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Goldman Still Able To Earn $1.4 Billion Despite Major Drop In Revenue

The bank's revenues are down 20% from a year ago thanks to "a period of slow client activity,” said CEO Lloyd Blankfein.

Posted on October 17, 2013, at 8:43 a.m. ET

Even Goldman Sachs can't escape the trading and revenue slowdown on Wall Street. The bank today was able to eke out profits of $1.4 billion and $2.88 a share for the third quarter — both beating analysts expectations of $1.3 billion and $2.46 a share — but was only able to do so in the face of falling revenue, which came in at $6.7 billion, down 22% from last quarter and 20% from one year ago and significantly below analysts' estimates. In early morning trading, the stock is at $157.47, down almost 3% on the day.

The reason? A major slowdown in client activity in Goldman's clients trading and activity in bonds, currencies, and commodities. Revenue in "FICC," or "Fixed Income, Currency and Commodities Client Execution," were only $1.25 billion, a 44% drop from a year ago. The bank attributed the drastic falloff to "a challenging environment, which was characterized by economic uncertainty, difficult market-making conditions in certain businesses and lower activity."

While every major bank experienced a large drop in FICC revenue, Goldman's was the most dramatic. The division of the company is usually its most successful and most profitable, but at least for the third quarter, it brought in less revenue than the FICC operations of JPMorgan, Bank of America, and Citi, a huge poke in the eye for a bank that is more or less synonymous with trading prowess.

Investment banking revenues of $1.17 billion were 25% lower than a year ago and unchanged from last quarter. Its advisory business only had $423 million in revenue thanks to "a decrease in industry-wide completed mergers and acquisition," while its underwriting business — issuing new stock and debt for companies — saw a 13% jump from last year, with $743 million in revenue, thanks to "higher net revenues from initial public offerings." And while it doesn't show up on the balance sheet this quarter, Goldman nabbed the most high-profile IPO in years: Twitter.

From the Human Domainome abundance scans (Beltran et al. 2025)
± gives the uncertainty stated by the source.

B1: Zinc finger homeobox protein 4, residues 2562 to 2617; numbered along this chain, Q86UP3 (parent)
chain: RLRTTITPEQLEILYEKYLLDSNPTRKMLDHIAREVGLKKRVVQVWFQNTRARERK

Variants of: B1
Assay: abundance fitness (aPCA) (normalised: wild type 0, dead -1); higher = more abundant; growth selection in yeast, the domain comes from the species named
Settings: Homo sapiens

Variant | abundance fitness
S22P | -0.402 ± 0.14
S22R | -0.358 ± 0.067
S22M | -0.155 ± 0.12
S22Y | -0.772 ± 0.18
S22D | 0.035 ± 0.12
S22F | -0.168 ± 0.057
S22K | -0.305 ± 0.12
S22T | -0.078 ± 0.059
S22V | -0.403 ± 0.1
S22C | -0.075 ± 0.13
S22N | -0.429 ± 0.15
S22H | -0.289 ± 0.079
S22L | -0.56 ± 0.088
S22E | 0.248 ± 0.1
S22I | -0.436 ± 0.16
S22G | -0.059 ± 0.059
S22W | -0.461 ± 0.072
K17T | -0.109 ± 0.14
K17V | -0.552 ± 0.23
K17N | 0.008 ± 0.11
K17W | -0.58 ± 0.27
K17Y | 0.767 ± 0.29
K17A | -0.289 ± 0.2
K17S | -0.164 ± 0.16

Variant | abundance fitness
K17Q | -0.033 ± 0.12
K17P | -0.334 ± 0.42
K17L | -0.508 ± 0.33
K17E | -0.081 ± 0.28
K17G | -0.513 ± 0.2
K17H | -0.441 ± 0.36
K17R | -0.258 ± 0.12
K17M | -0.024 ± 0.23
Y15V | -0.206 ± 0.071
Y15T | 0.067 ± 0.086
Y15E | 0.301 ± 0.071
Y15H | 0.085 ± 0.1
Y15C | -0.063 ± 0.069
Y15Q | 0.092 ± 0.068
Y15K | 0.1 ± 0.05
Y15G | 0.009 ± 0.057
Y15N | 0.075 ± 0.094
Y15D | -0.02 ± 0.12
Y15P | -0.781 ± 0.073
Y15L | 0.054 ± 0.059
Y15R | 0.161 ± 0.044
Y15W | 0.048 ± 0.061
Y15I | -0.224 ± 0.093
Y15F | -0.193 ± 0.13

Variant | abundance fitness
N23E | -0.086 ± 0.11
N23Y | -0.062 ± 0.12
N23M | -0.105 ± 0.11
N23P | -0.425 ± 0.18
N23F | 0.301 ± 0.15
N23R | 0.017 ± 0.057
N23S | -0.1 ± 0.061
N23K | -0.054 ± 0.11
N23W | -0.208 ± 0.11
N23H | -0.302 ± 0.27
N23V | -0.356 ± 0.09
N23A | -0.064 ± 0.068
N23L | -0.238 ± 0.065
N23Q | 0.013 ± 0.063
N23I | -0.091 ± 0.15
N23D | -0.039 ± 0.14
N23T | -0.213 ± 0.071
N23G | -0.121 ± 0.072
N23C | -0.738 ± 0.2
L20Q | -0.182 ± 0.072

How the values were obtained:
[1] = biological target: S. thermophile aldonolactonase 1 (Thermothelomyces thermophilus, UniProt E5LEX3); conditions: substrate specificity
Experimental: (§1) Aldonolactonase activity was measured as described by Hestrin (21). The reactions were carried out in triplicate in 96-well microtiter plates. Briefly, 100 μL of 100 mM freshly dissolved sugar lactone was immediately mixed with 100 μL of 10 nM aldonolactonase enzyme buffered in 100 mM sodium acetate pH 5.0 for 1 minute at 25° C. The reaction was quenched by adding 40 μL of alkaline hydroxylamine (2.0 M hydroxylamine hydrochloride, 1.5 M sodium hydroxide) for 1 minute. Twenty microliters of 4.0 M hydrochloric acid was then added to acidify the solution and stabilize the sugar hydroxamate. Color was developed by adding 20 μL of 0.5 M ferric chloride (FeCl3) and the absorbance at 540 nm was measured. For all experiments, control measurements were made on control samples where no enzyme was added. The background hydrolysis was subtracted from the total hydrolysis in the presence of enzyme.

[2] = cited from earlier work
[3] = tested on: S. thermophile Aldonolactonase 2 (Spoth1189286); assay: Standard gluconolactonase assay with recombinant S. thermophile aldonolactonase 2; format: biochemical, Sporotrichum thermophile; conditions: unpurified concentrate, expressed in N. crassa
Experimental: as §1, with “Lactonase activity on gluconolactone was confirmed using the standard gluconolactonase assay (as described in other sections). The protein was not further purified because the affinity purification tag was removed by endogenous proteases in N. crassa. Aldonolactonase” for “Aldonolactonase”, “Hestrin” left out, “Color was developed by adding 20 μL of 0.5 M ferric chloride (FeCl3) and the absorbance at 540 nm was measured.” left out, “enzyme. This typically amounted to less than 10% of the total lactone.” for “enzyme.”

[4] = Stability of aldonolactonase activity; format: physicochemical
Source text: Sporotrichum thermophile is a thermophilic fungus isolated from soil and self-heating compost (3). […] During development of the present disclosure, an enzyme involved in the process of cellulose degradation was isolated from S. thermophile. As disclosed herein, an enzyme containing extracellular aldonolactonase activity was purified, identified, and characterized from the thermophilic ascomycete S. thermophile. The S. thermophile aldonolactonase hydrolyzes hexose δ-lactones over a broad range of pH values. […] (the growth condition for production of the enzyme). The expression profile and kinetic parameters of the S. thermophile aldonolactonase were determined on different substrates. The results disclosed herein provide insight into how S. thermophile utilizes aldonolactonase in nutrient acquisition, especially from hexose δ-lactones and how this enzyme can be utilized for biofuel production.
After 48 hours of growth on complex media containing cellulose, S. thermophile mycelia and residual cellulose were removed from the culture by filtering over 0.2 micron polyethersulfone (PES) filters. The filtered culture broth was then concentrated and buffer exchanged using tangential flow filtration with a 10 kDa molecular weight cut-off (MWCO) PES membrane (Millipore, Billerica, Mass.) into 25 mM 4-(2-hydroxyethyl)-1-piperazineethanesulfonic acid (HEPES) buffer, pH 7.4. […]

Goldman also brought in $1.62 billion in revenue from its equities business — another 18% fall from a year ago — thanks to "an environment characterized by lower levels of activity and volatility," the bank said.

So where did the profits, which were only down 2% from a year ago, come from? Only the banks asset management business showed any year-over-year growth in revenue, up 2%.

Instead, the profits, came from fairly dramatic managements of costs, reflecting a trend on Wall Street of flat or decreased revenues but more or less steady earnings thanks to cost-cutting. Goldman spent $2.38 billion — about 38% of its total revenues, on paying staff — a 35% drop from a year ago.

It also managed to cut costs in expenses besides paying staff, which were $2.17 billion, 9% lower than a year ago and 4% lower than the previous quarter. The bank also put aside $142 million for litigation and regulatory expenses, which the bank said was an increase over the quarter before.

Despite the so-so earnings, Goldman had a treat for shareholders: it bumped up its quarterly dividend to 55 cents a share from 50.